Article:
50.   Hamilton filed suit in Federal District Court in 1997 in an attempt to obtain a re­straining order against HUD to prevent the withholding of approximately $1.5 million it owed Hamilton.

51.   After the contract cancellation, Hamilton’s remaining employees finalized a pri­vate placement we had been preparing to raise capital for an investment model for raising funds in the capital markets to invest in equity in local communities.  A copy is attached hereto at Tab 7.  We built a sophisticated marketing database and hit the street with a product that should have received favorable attention from those who we had educated about what we were hoping to do.  As a result of the adverse publicity about Hamilton’s troubles with HUD and the criminal investigation for insider trading and bid-rigging, substantial interests had evaporated, and we were unable to raise the funds and abandoned the effort.  A number of our potential investors reported that they believed that the charges against Hamilton were false, but they understandably were not willing to assume the risk that HUD or others promoting the scandal theory and criminal investigation would destroy the new venture.  One stated that they knew that our reputation was quite strong, but “where there is smoke, there is fire … or there might be”.

52.   In the almost five years since the HUD OIG began investigating the allegations, no one has brought out credible evidence suggesting any fraud.  In fact, the FBI investigated the charges of bid rigging and insider trading and concluded, in the summer of 1999, that on the basis of interviews with both winning and losing bidders there was no evidence of loan sale improprieties nor anything to support Ervin’s allegations.  Attached at Tab 8 is a copy of the FBI report.

53.   By the time the Hamilton/HUD Crosscutting Contract was cancelled, Hamilton had borne massive losses as the result of legal and employee expenses related to Hamilton’s compliance with the subpoenae, loss of productive capacity due to adverse effects on employee morale, time and consulting contract expenses in dealing with the news media and others, and significantly increased costs of performing under the HUD contract.  I estimate these expenses to be $2 million for direct, out-of-pocket expenses and $250 million in lost equity value of the company.  Our promising eVillages joint venture with Adelson Entertainment (attached at Tab 9 is a Washington Post story about the project), into which Hamilton had invested over $1 mil­lion, had fallen apart after a mysterious and inexplicable falling out with our partner.  I believe this was a direct result of the adverse publicity about Hamilton.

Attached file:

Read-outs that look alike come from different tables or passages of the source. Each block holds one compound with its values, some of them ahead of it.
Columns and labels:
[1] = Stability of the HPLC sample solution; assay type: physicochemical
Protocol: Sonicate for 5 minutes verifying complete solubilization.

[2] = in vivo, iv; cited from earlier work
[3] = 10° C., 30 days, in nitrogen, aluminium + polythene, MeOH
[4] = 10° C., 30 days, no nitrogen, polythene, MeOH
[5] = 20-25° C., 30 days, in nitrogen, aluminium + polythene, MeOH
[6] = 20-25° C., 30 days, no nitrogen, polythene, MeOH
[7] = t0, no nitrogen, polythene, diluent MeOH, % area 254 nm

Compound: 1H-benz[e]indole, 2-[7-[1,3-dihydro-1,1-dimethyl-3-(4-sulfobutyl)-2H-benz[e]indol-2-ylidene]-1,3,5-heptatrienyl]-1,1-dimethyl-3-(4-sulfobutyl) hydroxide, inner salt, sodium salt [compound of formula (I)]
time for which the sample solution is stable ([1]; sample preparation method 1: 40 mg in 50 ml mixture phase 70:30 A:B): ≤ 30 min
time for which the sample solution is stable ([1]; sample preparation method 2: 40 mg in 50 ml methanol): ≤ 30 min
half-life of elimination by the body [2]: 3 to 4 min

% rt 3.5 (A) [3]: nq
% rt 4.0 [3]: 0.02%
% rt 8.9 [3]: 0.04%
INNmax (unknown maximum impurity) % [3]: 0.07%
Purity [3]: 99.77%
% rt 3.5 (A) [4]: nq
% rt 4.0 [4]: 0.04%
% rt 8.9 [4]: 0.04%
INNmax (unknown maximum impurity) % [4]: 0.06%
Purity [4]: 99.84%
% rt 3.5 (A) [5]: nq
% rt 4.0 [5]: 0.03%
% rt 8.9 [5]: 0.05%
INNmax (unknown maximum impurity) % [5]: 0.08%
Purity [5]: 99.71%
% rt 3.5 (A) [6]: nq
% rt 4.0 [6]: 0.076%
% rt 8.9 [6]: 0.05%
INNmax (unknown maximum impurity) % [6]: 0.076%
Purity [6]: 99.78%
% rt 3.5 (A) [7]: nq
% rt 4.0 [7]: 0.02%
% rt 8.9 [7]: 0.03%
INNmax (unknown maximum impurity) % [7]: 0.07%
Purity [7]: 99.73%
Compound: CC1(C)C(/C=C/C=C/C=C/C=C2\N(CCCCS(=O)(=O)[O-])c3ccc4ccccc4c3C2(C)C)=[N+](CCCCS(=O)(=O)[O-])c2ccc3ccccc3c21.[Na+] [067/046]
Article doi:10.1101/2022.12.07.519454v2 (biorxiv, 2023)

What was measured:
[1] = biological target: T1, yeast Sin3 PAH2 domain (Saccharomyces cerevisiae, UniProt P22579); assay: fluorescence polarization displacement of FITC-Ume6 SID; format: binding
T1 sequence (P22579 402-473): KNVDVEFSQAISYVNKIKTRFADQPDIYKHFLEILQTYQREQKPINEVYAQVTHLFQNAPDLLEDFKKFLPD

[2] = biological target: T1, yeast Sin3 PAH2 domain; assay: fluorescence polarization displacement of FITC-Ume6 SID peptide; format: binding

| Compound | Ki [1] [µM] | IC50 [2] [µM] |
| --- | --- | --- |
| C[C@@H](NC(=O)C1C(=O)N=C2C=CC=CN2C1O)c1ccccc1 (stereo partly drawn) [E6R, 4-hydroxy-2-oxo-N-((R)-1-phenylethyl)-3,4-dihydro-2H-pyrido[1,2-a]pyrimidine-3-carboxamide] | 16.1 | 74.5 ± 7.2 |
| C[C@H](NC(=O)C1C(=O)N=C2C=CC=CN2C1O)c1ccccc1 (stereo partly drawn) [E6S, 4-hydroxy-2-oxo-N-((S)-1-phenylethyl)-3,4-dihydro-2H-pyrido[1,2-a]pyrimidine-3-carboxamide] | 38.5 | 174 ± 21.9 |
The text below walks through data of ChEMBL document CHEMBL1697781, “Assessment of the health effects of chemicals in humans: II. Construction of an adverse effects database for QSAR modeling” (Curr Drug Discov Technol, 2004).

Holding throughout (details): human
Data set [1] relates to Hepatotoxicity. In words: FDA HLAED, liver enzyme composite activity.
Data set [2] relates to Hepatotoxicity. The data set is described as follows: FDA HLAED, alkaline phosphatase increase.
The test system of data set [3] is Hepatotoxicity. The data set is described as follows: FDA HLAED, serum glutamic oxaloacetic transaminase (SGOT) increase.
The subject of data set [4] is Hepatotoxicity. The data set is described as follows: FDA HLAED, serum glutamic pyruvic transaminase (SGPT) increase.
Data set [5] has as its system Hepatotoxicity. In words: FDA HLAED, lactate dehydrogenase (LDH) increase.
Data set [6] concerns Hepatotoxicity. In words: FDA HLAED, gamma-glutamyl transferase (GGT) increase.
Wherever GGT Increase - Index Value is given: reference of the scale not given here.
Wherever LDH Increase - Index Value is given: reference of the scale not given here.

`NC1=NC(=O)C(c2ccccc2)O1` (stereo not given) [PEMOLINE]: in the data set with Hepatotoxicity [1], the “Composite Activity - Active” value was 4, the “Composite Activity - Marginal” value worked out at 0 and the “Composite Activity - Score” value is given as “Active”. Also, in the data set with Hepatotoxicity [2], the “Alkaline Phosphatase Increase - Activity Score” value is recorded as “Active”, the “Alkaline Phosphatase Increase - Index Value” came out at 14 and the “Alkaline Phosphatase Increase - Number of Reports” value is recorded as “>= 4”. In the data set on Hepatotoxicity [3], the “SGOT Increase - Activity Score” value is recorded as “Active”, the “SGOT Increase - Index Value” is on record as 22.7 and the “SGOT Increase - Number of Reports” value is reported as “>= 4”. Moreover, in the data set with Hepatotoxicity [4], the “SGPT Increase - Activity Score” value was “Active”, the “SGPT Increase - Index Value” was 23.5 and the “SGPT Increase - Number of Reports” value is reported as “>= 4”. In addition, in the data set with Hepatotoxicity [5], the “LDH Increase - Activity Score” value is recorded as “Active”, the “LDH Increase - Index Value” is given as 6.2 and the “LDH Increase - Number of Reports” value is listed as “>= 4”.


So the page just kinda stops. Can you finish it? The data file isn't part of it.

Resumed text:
54.   Our losses following the cancellation of the HUD contract are even more stagger­ing.  I liquidated my 401k savings to fund Hamilton payroll expenses in November, 1997 and lost $250,000 in penalties and interest paid to the IRS.  I had to sell my home, for which I was paid approximately $1.25 million.  I sold most of the contents of my house, valuable paintings, antiques, etc.  I am now in the process of selling the family antiques and paintings.  My two remaining employees in Solari, Inc., the company I started to handle Hamilton legal and admin­istrative matters and carry on a new business along the lines of the new business we were pursuing at Hamilton, have staked all of their assets and thousands of dollars of debt.  They have worked without pay since March 2000.  The house of Solari’s in-house attorney is sched­uled for foreclosure sale on January 3, and she has liquidated her IRA to bring the mortgage current.  I had a beautiful home and a comfortable lifestyle.  Now, there is nothing left and, based on no evidence whatsoever indicating I have committed any wrongdoing, I am threa­tened with going to jail.

55.   Hamilton still operates under a subpoena enforcement court order.  We have to pay for copies of any of our documents held in a special master’s office and cannot access most of our files, stored in some 200 boxes, except on advance notice and with a paid law clerk as a witness.

56.   The losses to taxpayers are even greater.  Since this odyssey started in 1995, GAO has dropped HUD from a “D” to an “F” rating as the result of its failure to produce audited financial statements.  HUD also has lost most of its senior staff and appointees involved with internal financial controls and having loan sales experience.  I believe there is a direct correla­tion between Ervin’s efforts to target those government officials and contractors who were man­aging HUD’s resources in accordance with the law and the subsequent deterioration of HUD’s internal controls and ability to manage its financial affairs combined with the return to low recovery rate operations more in keeping with the interests of numerous private special inter­ests.




DISTRICT OF COLUMBIA     )           ss


SWORN TO BEFORE ME this ______ day of _________________________, 2000.


Notary Public

My commission expires:___________________________________.